Digital Engagement and Data/Analytics
He gave as an example “smart claims assignment,” whereby as first notice of loss is initiate in Guidewire Digital, it triggers the creation of a claim in the ClaimCenter component InsuranceSuite. Predictive analytics then predict a lifecycle trajectory based on a machine learning algorithm, driving assignment and workflow. The analytic module continuously adapts the workflow to new information, providing digital updates to the policyholder or agent.
“This unification of core, digital, and data is characteristic of the efficient frontier we are pushing against today, alongside you,” Ryu remarked. “This is how we can drive both greater underwriting profit and policyholder satisfaction.”
As an example of digital improvement, Ryu spoke of the often intimidating step of product selection for a potential policyholder. This is an issue not only for personal lines, but also for the underinsured segment of small business owners represented by the “consumerization” of small business. He spoke of Guidewire Digital Small Business DSB, Guidewire’s specialized solution for digital competition in the segment.
“It provides a completely mobile buying and service experience designed for the consumer sensibility of the small business owner, 90 percent of whom make the insurance buying decision for themselves,” Ryu said. “It also tailors this experience to market segments, reflecting different coverage needs and appetites.”
Ryu also alluded to Guidewire’s product-level integration with Salesforce, embarked upon last year, which addresses the imperatives of a customer-centric strategy. “adopting CRM principles, such as contact history, cross-sell, and life events, requires a deep integration between the front-office and the operational/transactional domain of core systems,” he said. “Over the last year, we have developed new Guidewire Engage products for Salesforce that unify full CRM functionality with a 360-degree customer view and enable agents and services reps to quote and bind policies for customers with multiple lines of business—even those outside of P&C. These are cloud-native products, running entirely on Salesforce, exemplifying how a modern core enables the digital front-office.”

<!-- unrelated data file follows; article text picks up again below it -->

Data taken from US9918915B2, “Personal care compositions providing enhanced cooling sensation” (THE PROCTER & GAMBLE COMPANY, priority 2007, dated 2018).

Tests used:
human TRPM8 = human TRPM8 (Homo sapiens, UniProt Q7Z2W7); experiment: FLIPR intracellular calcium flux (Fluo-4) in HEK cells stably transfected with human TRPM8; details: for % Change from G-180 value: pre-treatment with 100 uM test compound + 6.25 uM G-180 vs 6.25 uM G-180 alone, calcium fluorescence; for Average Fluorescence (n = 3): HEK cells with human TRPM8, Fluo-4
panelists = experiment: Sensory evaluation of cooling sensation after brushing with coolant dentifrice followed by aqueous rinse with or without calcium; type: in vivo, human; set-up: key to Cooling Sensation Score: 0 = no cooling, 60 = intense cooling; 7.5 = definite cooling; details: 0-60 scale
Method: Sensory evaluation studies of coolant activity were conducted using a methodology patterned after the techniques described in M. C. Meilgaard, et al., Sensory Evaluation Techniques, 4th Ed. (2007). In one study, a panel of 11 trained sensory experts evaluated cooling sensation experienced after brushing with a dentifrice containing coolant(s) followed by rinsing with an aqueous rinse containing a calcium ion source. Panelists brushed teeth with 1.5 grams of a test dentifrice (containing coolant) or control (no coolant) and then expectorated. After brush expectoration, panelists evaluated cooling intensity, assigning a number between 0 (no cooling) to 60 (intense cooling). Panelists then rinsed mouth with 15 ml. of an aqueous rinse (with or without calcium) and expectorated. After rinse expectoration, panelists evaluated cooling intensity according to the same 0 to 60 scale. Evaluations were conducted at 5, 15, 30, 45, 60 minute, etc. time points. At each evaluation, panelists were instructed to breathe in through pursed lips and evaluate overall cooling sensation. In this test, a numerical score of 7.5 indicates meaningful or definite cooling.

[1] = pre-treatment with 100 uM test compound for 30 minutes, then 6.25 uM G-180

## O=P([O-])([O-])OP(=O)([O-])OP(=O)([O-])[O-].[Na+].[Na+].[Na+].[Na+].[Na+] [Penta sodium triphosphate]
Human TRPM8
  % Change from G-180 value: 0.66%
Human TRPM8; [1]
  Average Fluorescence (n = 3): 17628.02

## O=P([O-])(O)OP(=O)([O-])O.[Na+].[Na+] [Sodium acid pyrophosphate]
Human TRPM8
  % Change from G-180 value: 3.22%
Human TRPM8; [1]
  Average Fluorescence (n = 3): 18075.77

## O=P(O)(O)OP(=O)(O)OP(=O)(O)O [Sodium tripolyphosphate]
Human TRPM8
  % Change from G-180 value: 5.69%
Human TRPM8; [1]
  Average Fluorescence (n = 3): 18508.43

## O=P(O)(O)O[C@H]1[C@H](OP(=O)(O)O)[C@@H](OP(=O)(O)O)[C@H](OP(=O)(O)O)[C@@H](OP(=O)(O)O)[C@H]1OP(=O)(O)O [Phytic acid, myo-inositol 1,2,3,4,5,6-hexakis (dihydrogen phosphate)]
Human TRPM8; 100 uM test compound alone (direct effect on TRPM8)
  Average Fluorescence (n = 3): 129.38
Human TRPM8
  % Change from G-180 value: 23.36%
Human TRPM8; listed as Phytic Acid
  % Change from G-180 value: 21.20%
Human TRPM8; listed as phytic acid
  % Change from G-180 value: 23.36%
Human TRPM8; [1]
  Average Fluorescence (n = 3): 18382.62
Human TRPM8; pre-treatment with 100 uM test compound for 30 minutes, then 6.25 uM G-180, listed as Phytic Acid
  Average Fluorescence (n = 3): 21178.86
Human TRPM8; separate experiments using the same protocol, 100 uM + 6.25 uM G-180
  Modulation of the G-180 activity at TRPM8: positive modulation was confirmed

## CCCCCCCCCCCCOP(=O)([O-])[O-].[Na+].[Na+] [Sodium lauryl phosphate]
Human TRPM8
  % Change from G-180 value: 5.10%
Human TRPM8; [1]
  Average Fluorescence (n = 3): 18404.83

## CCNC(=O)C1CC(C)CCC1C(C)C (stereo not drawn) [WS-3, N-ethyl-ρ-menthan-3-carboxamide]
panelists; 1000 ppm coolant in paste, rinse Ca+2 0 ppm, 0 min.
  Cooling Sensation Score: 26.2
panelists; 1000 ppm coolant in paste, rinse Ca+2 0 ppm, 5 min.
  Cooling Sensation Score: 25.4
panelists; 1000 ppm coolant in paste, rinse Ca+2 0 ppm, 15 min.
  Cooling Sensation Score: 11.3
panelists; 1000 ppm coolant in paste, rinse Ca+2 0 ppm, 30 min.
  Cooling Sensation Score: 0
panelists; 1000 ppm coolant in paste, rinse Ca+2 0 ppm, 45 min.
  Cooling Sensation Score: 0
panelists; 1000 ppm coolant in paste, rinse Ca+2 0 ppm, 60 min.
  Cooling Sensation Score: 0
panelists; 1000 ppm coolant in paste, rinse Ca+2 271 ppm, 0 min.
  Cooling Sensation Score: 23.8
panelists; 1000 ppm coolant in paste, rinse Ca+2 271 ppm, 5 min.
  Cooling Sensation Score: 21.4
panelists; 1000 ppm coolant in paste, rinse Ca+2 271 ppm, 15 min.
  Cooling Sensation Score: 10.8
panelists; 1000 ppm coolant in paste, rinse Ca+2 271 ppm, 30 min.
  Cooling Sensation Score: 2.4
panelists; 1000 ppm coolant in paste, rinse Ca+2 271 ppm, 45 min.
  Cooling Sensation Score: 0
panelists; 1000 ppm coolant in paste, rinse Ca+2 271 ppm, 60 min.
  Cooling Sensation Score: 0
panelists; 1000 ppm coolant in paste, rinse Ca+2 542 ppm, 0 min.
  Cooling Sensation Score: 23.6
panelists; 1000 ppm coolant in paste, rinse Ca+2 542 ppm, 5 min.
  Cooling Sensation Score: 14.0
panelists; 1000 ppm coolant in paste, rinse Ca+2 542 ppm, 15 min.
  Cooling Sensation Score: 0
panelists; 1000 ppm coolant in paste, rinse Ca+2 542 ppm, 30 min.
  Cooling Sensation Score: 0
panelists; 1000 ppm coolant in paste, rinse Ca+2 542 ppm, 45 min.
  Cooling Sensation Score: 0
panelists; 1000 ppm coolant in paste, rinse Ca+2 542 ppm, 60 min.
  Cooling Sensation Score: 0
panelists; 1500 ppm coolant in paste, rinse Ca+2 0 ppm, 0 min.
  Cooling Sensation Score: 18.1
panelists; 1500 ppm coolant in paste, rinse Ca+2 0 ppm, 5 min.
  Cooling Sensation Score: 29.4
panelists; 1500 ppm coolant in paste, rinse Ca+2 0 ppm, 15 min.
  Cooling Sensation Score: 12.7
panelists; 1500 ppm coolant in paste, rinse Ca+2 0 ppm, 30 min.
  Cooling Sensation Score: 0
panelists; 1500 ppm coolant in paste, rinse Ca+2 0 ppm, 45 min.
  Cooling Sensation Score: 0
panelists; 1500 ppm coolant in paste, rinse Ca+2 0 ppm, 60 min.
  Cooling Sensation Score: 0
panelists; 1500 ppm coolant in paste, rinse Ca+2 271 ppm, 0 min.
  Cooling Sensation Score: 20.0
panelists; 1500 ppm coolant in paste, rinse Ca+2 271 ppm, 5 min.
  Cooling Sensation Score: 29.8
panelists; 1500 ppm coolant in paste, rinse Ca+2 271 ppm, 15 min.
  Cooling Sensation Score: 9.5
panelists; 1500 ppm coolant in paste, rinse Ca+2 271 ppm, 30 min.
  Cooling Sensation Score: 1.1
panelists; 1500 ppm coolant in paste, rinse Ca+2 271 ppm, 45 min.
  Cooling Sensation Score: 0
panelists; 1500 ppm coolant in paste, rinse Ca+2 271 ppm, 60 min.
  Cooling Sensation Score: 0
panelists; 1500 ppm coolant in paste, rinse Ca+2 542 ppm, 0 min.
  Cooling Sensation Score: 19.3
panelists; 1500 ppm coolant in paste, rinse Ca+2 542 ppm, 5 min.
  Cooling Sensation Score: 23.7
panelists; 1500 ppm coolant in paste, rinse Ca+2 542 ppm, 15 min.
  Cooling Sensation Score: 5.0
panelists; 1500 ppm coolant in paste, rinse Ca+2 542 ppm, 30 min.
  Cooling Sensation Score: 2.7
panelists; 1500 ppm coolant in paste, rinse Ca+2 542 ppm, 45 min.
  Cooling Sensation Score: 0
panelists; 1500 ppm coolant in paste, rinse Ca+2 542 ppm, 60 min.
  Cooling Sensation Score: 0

Addressing the imperative that insurers use data to discover and apply new insights, Ryu discussed how Guidewire Live Analytics leverages the cloud to aggregate and visualize a much broader set data at large scale, including the unconformed and unstructured data captured in InsuranceSuite. “Now supporting both SQL Server and Oracle, Live Analytics streams data from Guidewire core systems near real-time into a cloud-based data lake,” he explained. “Once in the lake, the data are organized through a new Cataloging service, which readies it for visualization in what we call Explore applications, tailored to insurance roles.”
Ryu noted the creation of a new division within Guidewire called Analytics and Data Services (ADS) resulting from the 2017 acquisition of Cyence and building upon the 2016 acquisition of Eagle Eye Analytics. The new division enables the modeling of the contingencies of complex supply-chain or contingent risks. “This team has pioneered the technique of Internet-scale “data listening” [meaning] aggregating, cleansing, and updating petabytes of data to build cyber models—using public and proprietary data about network presence, connected devices and control systems, and semantic content such as job boards and news reports of ISP outages and data breaches,” Ryu explained. “This approach has already earned the trust of 40 insurers—including 5 of the top 10 cyber insurance writers—who use Cyence’s cloud-based tools to evaluate risk at the individual and industry level.”